30 Credits SPRING

Aims/Description: `Biopolitics¿ has been one of the most influential concepts in academic scholarship over the last 40 years. In its broadest form `biopolitics¿ refers to collective approaches to promote, regulate, understand and end life. This involves interventions around sexuality and fertility, promoting population growth or limitation, and counting, categorising, or otherwise defining human beings and human nature. It is often thought to be a modern invention, but this is contested. This course will introduce you to a wide variety of efforts to survey and control human populations, across more than a thousand years. You will learn about how states and other groups have tried to control and manage sexuality and reproduction, as well as infectious diseases and other perceived threats. You will learn about how human beings have been cast outside of `the normal¿ including those labelled as `mad¿ or `disabled¿. You will become adept at thinking across a wide variety of contexts, and comparing different approaches to defining and classifying humans - including according to raced and sexed identities. You will learn to use ideas of `biopolitics¿ to understand human societies and human identities. You will be able, by the end of the course, to think carefully and critically about the place of human bodies in various political systems - how bodies and life itself are controlled, restricted, promoted, marginalised and how humans¿ capacities are understood.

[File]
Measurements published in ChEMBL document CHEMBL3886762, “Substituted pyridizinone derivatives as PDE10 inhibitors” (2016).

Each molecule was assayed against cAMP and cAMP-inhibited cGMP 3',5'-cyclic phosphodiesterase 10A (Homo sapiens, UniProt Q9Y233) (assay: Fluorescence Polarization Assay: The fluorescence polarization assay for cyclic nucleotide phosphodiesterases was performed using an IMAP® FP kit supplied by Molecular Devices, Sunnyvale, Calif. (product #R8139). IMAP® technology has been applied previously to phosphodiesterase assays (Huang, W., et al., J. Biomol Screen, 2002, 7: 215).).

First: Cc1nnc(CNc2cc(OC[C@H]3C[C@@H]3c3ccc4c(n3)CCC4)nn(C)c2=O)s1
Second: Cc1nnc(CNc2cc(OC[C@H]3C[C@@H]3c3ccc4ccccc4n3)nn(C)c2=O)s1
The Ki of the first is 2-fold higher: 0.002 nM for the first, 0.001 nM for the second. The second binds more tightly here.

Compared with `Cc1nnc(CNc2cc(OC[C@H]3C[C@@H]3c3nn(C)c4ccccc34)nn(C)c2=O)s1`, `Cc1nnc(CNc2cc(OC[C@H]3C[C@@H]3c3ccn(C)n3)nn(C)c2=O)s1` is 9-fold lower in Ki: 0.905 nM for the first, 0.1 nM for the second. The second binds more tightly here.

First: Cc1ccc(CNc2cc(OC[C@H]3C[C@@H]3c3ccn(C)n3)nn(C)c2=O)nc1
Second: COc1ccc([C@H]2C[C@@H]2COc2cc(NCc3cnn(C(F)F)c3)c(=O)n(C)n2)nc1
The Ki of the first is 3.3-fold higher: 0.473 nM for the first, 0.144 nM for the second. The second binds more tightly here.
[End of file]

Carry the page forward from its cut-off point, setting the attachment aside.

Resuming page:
Restrictions on availability: Departmental approval required

Teaching Methods: Seminars, Tutorials, Independent Study
Assessment: Course work, Classroom testing

Information on the department responsible for this unit (History):

Departmental Home Page
Teaching timetable


The content of our courses is reviewed annually to make sure it's up-to-date and relevant. Individual modules are occasionally updated or withdrawn. This is in response to discoveries through our world-leading research; funding changes; professional accreditation requirements; student or employer feedback; outcomes of reviews; and variations in staff or student numbers. In the event of any change we'll consult and inform students in good time and take reasonable steps to minimise disruption.

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Teaching methods and assessment displayed on this page are indicative for 2021-22. Students will be informed by the academic department of any changes made necessary by the ongoing pandemic.

Western Bank, Sheffield, S10 2TN, UK